August 2005 Archives

One minute, a piece of research on RSS has people scrabbling around to work out why a data format based on XML is not more popular. The next? RSS is the bee's knees. As long as you are one of those important member of the movers and shakers community. If you are an influencer, you are almost certain to be a keen RSS subscriber, according to RSS marketing company Nooked.

It's SiliconValleyWatcher day at this blog. I happened by Tom Foremski's post calling for journalists to get their hands dirty with HTML and learn to speak geek after putting together the earlier post on enterprise IT. His argument is that it's a new world where luddite hacks can no longer ignore Web programming in order to do online journalism. We need to dump Word and its habit of littering text with hidden formatting and embrace the world of the text editor.

That is true to a degree today. I barely use Word for anything more than its outliner and I have to swap to TextEdit, MarsEdit or something else to work with HTML tags. But, seriously, do we really have to expect to work with warmed-over SGML for the forseeable future? I don't mind dumping Word, but the idea of entering tags by hand for years into the future gives me the cold shivers.

A few weeks, Tom Foremski at SiliconValleyWatcher complained about how dull the subject of enterprise IT has become. John Gallant, editorial director of Network World, who is involved with the forthcoming Vortex conference in the US, disagreed with Foremski's analysis: that enterprise IT is going to see some major shifts and is therefore far from moribund. Exciting? Maybe not exciting in a "get in on the ground floor and cash out soon" sense. To be honest, it's more a bloodbath waiting to happen.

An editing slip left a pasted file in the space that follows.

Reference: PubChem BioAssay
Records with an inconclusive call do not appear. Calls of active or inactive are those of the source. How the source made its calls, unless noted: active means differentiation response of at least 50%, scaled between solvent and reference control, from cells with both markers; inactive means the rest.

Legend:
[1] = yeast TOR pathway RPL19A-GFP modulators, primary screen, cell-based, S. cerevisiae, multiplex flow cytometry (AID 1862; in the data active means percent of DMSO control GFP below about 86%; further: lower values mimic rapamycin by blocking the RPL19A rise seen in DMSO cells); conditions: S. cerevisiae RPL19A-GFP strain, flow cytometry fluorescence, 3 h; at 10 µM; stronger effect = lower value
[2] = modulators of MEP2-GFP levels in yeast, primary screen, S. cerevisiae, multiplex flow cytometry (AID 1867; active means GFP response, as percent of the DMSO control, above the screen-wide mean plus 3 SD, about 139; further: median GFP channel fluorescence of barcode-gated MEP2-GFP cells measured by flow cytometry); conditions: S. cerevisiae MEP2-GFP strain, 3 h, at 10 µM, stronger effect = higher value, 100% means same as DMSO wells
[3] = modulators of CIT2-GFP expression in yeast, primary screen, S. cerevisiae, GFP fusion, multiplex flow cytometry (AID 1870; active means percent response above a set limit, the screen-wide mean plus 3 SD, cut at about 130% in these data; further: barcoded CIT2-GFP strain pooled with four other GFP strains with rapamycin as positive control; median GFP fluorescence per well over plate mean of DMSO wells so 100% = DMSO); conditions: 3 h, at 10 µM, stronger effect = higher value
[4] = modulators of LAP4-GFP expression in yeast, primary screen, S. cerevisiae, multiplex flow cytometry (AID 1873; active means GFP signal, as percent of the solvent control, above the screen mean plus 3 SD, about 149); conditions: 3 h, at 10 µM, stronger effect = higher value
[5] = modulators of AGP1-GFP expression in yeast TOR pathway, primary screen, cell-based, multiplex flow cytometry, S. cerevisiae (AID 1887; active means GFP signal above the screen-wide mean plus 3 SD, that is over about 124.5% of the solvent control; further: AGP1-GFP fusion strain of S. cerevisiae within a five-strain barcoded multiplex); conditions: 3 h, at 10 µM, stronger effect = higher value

ClickZ has reported that the Feedster 500 list of most influential blogs is of "dubious value as an evaluation tool for media buyers". Well call me surprised. A list made up largely of inbound links from blogs with some other factors rolled in does not satisfy advertisers? The surprising bit was that the concern was because the list does not rank blogs "according to niche or topical focus". Steve Rubel says it "sounds like an opportunity for somebody else". It is indeed an opportunity but not based on a metric that is more important to bloggers than anybody planning advertising spend.

Inbound links are easy to measure and give a reasonable idea of how bloggers view other blogs. But that is a poor metric for something that advertisers actually care about, unless they just want to reach active bloggers. There is probably a reasonable correlation between inbound links and visitors. But what advertisers really want to know about is traffic. How many people look at each page? Or, if it were possible, how many people look at this page are looking to buy a consumer durables with a value of $1000 this month? Here's an idea. Why don't bloggers simply make that information available instead of complaining about how inaccurate Alexa is and the flaws in lists based on blog 'influence'?